Checking dairy politics; Western United Dairymen’s (WUD) federal affairs lobbyist, Charlie Garrison, writes in the Jan. 17 member newsletter that California’s two Senators and several members of the state’s House delegation have joined together to introduce the “Agricultural Worker Program Act of 2019.”
    The bill would create a “blue card” program for improperly documented farmworkers who have a significant history of employment on farms in the U.S. and would allow eligible workers to work in agriculture for up to five additional years and then adjust to lawful permanent residence, or “green card,” status. It would also offer protection for spouses and children already physically present with the worker. In addition to Senators Dianne Feinstein and Kamala Harris, more than half of the Democrats in the California House delegation are listed as original cosponsors of the bill. WUD says it will evaluate this and all other immigration reform legislation.
    And, as Congress prepares to review a new trade agreement replacing NAFTA, the U.S. Dairy Export Council (USDEC) charged in a posting on its website that the U.S. dairy industry “remains wary that a Canadian protectionist pricing policy could return under another name.”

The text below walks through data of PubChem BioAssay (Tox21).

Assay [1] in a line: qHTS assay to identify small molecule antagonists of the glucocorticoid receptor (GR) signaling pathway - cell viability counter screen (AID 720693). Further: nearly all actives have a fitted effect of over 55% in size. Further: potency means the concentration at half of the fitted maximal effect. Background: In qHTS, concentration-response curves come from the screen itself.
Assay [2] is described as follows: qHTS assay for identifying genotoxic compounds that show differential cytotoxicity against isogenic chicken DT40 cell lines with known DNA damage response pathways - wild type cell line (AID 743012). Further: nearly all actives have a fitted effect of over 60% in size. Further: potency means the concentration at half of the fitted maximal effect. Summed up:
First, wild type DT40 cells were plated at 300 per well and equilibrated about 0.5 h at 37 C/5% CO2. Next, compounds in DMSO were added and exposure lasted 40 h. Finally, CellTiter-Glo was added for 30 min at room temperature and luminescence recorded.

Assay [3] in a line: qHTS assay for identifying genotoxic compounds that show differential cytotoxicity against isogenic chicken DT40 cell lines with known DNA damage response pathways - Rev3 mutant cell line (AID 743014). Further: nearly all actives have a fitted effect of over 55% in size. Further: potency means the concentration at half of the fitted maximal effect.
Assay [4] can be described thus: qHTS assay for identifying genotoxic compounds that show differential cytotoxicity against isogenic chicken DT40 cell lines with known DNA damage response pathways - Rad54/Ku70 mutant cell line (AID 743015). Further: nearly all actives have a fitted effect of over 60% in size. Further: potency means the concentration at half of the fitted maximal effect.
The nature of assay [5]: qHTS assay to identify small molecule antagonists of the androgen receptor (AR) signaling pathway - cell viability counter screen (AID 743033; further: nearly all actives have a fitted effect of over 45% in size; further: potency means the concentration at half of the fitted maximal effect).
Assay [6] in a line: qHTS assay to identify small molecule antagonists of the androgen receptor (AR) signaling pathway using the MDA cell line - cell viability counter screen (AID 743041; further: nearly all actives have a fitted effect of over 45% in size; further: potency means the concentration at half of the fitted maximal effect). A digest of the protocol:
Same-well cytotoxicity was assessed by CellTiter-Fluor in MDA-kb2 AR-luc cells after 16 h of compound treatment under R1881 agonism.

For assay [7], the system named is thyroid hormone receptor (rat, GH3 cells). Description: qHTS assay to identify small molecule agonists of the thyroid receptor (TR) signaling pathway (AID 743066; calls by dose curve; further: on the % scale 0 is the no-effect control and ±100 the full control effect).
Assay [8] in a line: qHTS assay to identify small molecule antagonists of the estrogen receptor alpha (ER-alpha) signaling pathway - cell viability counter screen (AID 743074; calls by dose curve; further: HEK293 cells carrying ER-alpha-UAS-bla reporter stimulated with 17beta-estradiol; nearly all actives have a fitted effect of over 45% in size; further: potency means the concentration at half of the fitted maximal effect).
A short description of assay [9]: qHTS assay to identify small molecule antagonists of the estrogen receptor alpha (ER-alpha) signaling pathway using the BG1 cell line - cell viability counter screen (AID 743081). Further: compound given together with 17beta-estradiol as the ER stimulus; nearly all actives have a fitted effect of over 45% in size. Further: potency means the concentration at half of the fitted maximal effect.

In an interview with Farm Journal Editor Rhonda Brooks, U.S. Dairy Export Council President and CEO Tom Vilsack stated; “We need some reassurance that the terms and conditions of the U.S-Mexico-Canada trade agreement are actually implemented. Canada has to be more transparent with its activities relative to the dairy market. We’ve seen for far too long Canadians agreeing to do one thing, and then utilizing a loophole or utilizing some tactic to basically sort of disregard what they’ve previously agreed to. We need to have a better understanding of exactly what the Canadians were doing in terms of the Class 7 elimination,” Vilsack charged. He said it’s great that it’s going to be eliminated but not if it’s been replaced with something else by another name.